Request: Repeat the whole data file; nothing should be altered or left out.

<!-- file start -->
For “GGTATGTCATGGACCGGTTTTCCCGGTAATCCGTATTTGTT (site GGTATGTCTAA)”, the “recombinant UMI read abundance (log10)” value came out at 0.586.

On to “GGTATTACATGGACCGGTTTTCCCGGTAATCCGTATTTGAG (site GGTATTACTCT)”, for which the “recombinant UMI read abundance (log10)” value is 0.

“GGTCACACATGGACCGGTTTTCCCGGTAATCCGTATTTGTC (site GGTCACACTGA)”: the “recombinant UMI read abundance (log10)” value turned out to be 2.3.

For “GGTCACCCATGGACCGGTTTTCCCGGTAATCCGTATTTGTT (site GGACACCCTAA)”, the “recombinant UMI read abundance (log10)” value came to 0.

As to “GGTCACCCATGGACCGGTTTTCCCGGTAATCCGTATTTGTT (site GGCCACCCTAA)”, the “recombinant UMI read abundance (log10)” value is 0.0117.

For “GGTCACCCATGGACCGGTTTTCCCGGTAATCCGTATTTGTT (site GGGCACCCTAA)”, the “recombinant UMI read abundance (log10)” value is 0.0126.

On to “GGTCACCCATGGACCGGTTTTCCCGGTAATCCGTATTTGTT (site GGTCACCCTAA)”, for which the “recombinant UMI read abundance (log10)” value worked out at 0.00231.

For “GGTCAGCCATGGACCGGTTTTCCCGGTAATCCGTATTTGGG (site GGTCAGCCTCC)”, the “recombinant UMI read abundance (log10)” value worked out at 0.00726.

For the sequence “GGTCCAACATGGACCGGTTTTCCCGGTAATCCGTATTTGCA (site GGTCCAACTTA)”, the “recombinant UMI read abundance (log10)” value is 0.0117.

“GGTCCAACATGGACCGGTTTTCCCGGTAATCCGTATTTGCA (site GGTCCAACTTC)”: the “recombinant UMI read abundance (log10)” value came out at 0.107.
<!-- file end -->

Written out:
For “GGTATGTCATGGACCGGTTTTCCCGGTAATCCGTATTTGTT (site GGTATGTCTAA)”, the “recombinant UMI read abundance (log10)” value came out at 0.586.

On to “GGTATTACATGGACCGGTTTTCCCGGTAATCCGTATTTGAG (site GGTATTACTCT)”, for which the “recombinant UMI read abundance (log10)” value is 0.

“GGTCACACATGGACCGGTTTTCCCGGTAATCCGTATTTGTC (site GGTCACACTGA)”: the “recombinant UMI read abundance (log10)” value turned out to be 2.3.

For “GGTCACCCATGGACCGGTTTTCCCGGTAATCCGTATTTGTT (site GGACACCCTAA)”, the “recombinant UMI read abundance (log10)” value came to 0.

As to “GGTCACCCATGGACCGGTTTTCCCGGTAATCCGTATTTGTT (site GGCCACCCTAA)”, the “recombinant UMI read abundance (log10)” value is 0.0117.

For “GGTCACCCATGGACCGGTTTTCCCGGTAATCCGTATTTGTT (site GGGCACCCTAA)”, the “recombinant UMI read abundance (log10)” value is 0.0126.

On to “GGTCACCCATGGACCGGTTTTCCCGGTAATCCGTATTTGTT (site GGTCACCCTAA)”, for which the “recombinant UMI read abundance (log10)” value worked out at 0.00231.

For “GGTCAGCCATGGACCGGTTTTCCCGGTAATCCGTATTTGGG (site GGTCAGCCTCC)”, the “recombinant UMI read abundance (log10)” value worked out at 0.00726.

For the sequence “GGTCCAACATGGACCGGTTTTCCCGGTAATCCGTATTTGCA (site GGTCCAACTTA)”, the “recombinant UMI read abundance (log10)” value is 0.0117.

“GGTCCAACATGGACCGGTTTTCCCGGTAATCCGTATTTGCA (site GGTCCAACTTC)”: the “recombinant UMI read abundance (log10)” value came out at 0.107.